In fact, my spouse played a lot of D&D in the 1980s. And our younger son now plays it. Despite conversations with them about D&D, I had no idea what “eldritch” was. Now that I’ve looked it up, it’s a great word but not for sound captions.

I had no clue what [eldritch thrumming] meant or what kind of sound that would be. Thrumming is a fantastic word! It’s “eldritch” that left me scratching my head.

Use plain language

All audio that’s spoken or sung should be captured word for word. But caption information such as sounds and music descriptions should be in plain language that doesn’t exceed 8th-grade reading level.

Some of the words used were at a reading level for high school and beyond. Flesch-Kincaid Grade Level reading score for [Tentacles undulating moistly] is grade 21. This means it would require 21 years of schooling to understand. In an insightful interview with the subtitlers, one wanted to use “susurration.” Thank goodness the other subtitler recommended another option.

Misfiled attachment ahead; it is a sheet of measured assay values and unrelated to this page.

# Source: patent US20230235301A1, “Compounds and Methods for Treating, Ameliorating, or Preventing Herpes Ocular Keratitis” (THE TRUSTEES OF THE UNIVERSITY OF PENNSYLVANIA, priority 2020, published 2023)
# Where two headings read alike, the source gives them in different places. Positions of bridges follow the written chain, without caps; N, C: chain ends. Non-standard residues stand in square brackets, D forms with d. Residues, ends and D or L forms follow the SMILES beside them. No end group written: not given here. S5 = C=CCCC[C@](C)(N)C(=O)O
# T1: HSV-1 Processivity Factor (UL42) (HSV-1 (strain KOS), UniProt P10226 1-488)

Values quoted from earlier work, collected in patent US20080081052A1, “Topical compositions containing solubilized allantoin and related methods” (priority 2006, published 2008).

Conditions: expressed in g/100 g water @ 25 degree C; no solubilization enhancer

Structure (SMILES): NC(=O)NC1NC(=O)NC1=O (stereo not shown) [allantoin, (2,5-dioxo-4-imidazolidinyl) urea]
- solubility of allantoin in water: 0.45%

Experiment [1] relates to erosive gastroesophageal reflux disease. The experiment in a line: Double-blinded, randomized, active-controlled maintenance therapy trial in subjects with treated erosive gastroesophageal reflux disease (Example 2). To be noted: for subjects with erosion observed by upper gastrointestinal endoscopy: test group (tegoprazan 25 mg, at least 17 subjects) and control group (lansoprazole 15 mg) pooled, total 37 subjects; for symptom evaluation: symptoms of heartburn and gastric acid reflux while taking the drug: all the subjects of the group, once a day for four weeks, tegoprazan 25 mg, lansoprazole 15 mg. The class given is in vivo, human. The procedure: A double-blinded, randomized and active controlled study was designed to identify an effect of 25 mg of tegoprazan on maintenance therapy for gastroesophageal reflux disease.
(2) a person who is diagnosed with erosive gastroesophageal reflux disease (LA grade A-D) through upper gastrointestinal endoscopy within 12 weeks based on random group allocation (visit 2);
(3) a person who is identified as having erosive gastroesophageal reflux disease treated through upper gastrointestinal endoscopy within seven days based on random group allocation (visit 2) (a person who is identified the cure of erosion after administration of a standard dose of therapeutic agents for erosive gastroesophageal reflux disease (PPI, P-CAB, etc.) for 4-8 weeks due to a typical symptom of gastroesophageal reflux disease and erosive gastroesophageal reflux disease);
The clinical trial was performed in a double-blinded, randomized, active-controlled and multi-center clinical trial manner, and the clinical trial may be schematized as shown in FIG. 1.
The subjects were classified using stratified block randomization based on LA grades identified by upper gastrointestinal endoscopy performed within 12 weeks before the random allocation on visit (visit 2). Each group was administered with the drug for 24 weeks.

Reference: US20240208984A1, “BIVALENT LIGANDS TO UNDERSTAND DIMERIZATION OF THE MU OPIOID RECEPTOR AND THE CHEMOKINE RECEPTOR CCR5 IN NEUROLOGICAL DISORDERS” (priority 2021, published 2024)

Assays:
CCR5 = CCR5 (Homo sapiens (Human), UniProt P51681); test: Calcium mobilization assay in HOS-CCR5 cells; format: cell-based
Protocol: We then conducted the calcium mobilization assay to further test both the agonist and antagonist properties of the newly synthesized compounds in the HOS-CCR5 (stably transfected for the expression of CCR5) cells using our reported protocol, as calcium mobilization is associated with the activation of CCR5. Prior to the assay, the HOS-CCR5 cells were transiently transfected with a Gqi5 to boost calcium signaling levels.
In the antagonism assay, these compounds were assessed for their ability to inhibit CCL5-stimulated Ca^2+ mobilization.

If viewers have to look up a word from the sound captions that aren’t in the dialog), then it’s a sign of a problem. Captions are meant to be plain, boring, and easy to read.

Captions are like the stagehands in a play. You know they’re there, but you never notice them unless you look for them. Stagehands often wear black clothes. The job of captions is to stay out of the way and be there when needed. The black background with white text makes that possible.

Captioning Key and Caption10 guidelines recommend captions be one or two lines. And each line can be up to 32 characters long. This lets viewers quickly scan them while limiting cognitive overload. In other words, you can glance at them for a split second and absorb it without making your brain work harder.